Nexus Discusses T-Mobile Breach On PCTV

T-Mobile recently suffered a major data breach, exposing the private information of millions of its users. Discover what you need to know in this recent PCTV segment, featuring members of the Nexus IT Consultants team.

T-Mobile recently confirmed that they experienced an extensive data breach that has affected millions of their current and past users. Nexus IT Consultants’ CEO Earl Foote and Sales Consultant Jon Rose recently appeared on Mountain Connections PCTV to talk about this major security incident:

What Do You Need To Know About The T-Mobile Data Breach?

“The forensic process takes time,” says Earl. “They are trying to figure out the extent of the breach.”

Here’s what we know right now — cybercriminals that breached T-Mobile have posted 100 million records for sale on the dark web, at a price of $280,000. The exposed information includes names, addresses, phone numbers, dates of birth, social security numbers, driver’s licenses, and unique smartphone identifiers and security pins.

When cybercriminals want to buy or sell private data, they go to the Dark Web. The Dark Web is a small part of the much larger “deep web” – the common name for an extensive collection of websites that aren’t accessible through normal Internet browsers. These websites are hidden from the everyday Internet — or Clearnet — users through the use of overlay networks.

“Bad actors could do a lot of bad things with all that information,” says Earl.

What Should You Do If Your Data Was Breached?

If you’re a T-Mobile customer now or have been in the past, there’s a good chance your data is up for sale on the dark web right now. That’s why you need to take action right away and limit the value of that stolen data:

  • Change the password associated with the account.
  • Change your security pin.
  • Update any copied or similar passwords on other accounts you have.

Furthermore, you’ll want to keep an eye on your credit and your identity for the foreseeable future. You should consider investing in a credit monitoring service, which will alert you if and when your private information is used to open new accounts, sign up for credit cards, or make purchases.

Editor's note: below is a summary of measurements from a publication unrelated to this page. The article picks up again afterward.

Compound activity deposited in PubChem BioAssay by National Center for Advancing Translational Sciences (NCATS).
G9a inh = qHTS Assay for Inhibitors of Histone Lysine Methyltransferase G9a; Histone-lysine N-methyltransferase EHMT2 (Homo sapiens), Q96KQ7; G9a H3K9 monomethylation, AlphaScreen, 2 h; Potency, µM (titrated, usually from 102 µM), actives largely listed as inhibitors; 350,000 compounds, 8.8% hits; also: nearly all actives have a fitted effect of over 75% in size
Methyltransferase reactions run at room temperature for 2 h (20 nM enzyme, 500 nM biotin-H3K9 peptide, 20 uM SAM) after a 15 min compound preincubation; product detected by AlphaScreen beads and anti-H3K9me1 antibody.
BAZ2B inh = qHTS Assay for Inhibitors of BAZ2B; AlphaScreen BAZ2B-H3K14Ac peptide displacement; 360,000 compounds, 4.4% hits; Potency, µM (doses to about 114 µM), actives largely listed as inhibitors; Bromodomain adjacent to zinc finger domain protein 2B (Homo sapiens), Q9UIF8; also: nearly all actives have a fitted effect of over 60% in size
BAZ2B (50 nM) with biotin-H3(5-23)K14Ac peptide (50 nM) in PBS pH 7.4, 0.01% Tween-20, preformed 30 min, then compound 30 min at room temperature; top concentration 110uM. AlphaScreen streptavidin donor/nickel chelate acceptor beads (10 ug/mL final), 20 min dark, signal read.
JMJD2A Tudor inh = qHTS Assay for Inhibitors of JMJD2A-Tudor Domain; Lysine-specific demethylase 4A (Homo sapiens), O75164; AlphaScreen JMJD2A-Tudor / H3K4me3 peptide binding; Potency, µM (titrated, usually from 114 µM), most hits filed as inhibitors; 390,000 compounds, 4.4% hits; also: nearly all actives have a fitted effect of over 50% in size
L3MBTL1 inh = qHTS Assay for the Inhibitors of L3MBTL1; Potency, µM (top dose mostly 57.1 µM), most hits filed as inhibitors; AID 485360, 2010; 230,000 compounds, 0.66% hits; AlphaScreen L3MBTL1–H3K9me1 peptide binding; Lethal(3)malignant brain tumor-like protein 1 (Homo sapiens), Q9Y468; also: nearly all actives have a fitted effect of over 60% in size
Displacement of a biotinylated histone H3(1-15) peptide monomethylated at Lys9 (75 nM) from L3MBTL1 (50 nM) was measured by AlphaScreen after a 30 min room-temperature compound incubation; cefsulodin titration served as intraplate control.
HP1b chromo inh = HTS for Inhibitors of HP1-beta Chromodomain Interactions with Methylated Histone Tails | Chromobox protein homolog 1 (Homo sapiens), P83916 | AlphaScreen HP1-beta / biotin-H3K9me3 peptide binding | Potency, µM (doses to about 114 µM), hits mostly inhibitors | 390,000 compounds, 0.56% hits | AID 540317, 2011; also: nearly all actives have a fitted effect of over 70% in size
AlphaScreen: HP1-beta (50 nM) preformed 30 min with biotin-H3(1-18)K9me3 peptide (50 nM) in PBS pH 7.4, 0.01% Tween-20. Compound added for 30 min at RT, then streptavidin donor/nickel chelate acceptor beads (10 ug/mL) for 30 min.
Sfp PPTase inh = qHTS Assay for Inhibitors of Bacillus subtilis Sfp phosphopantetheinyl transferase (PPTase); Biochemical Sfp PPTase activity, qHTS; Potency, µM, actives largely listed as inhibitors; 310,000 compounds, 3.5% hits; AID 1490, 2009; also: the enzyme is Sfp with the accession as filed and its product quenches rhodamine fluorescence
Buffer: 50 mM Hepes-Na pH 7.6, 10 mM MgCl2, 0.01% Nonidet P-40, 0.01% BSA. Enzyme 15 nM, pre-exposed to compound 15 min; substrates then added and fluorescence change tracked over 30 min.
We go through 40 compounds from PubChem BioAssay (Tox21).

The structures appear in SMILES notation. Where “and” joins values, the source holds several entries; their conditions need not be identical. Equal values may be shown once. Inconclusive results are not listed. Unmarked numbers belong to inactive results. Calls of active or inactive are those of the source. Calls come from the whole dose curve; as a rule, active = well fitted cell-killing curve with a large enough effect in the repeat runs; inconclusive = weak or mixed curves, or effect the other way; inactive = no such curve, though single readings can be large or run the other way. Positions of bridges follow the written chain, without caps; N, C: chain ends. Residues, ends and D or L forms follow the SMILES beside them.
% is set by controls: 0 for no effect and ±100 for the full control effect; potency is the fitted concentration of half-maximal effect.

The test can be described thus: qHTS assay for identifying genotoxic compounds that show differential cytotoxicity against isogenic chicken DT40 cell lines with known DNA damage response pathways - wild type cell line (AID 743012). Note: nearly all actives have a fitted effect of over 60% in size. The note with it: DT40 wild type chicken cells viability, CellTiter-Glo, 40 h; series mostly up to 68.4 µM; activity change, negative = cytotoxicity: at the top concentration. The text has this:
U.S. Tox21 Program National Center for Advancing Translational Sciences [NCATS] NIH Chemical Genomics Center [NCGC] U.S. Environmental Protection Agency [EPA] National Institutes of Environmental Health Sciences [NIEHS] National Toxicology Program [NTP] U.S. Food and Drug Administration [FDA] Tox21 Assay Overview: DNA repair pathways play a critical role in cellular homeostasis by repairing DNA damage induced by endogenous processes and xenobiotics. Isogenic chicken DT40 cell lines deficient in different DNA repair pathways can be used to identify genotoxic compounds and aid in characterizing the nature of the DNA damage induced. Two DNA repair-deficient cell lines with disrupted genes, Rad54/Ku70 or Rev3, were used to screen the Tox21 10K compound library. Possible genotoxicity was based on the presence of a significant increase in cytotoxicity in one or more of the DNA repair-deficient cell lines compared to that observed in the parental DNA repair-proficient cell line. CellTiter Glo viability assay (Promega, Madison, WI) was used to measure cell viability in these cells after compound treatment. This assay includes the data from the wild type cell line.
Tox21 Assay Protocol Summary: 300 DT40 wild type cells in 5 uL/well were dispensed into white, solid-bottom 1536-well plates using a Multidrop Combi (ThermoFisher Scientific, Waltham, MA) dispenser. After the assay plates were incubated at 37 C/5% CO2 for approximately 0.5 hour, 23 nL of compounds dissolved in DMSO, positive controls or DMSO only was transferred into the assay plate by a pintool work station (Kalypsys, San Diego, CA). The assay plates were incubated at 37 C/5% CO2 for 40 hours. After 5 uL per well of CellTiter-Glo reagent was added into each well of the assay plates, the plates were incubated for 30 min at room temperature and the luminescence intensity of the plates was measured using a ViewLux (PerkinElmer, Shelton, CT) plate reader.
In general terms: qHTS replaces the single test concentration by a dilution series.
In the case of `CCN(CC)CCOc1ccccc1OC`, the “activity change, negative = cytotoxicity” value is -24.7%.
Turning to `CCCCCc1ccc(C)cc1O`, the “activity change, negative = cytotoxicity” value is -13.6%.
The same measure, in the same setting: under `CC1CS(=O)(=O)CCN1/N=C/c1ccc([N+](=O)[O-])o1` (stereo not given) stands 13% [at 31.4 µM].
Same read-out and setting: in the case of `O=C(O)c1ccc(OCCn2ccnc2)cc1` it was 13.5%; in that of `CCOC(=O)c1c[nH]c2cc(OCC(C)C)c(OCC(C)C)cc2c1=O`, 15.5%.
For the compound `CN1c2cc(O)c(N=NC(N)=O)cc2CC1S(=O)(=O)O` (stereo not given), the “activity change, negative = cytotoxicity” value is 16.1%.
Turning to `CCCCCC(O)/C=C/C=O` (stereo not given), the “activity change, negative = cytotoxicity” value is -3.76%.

Do You Know If Your Data Was Breached?

You hear about data breaches and identity theft every single day. Don’t make the mistake of assuming it’s all being exaggerated to get your attention. If anything, there are too many data breaches for the news to keep up with:

Given how pervasive modern cybercrime is, one of your primary duties as your business’ leadership is making sure your data is protected. But what if you’ve already been breached, and you just didn’t know it?

If you haven’t experienced a data breach, you’re probably confident that your data isn’t in anyone’s possession other than your own. But are you completely sure?

Did you know it takes most businesses up to 6 months to find out that they’ve experienced a data breach?

That’s why investing in protection isn’t enough — maintaining the integrity of your personal and business data requires you to make sure it hasn’t already been compromised and put up for sale online.

How Does Your Data End Up On The Dark Web?

Probably because you or one of your employees gave it up in the first place.

More often than not, cybercriminals will trick their target into giving up their information. The following strategies all fall under “social engineering”: the use of deception to manipulate individuals into divulging confidential or personal information that may be used for fraudulent purposes.

A few social engineering strategies they might use include…

  • Phishing: Phishing emails are sent to large numbers of users simultaneously in an attempt to “fish” sensitive information by posing as reputable sources; often with legitimate-looking logos attached.
  • Spear Phishing: This is a much more focused form of phishing. The cybercriminal has either studied up on the group or has gleaned data from social media sites to con users.
  • Social Media Research: LinkedIn, Facebook, and other venues provide a wealth of information about organizational personnel. This can include their contact information, connections, friends, ongoing business deals, and more.

How Can You Keep Your Data Off The Dark Web?

  • Train staff members on the proper handling of corporate data and procedures to limit data loss, including ways to handle phishing scams. Besides an initial onboarding training session, all employees should attend refresher courses throughout the year. The vast majority of cybercriminals gain access to a company’s network through mistakes made by employees.
  • Require the use of strong passwords and two-factor authentication. It’s advisable that you assign strong passwords to each individual employee to prevent them from using passwords that are easy to guess, as well as implementing two-factor authentication.
  • Consider investing in cyber insurance and conduct penetration testing. The cost of cybercrime will exceed 6 billion dollars by the end of this year. That’s a lot of money. Investing in cyber insurance is a good idea for businesses with a great deal of exposure.

If you have any questions or concerns about this situation whatsoever, please get in touch with our team.